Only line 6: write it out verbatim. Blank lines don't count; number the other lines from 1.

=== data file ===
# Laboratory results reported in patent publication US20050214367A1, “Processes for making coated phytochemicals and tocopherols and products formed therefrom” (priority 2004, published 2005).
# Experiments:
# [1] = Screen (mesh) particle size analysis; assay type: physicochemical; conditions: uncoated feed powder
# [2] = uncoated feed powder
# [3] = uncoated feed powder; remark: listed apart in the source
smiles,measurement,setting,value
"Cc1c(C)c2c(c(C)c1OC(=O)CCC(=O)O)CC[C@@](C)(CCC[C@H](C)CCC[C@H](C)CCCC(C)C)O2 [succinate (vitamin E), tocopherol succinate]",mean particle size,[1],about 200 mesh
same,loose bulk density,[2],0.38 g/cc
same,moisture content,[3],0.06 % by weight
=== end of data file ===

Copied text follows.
smiles,measurement,setting,value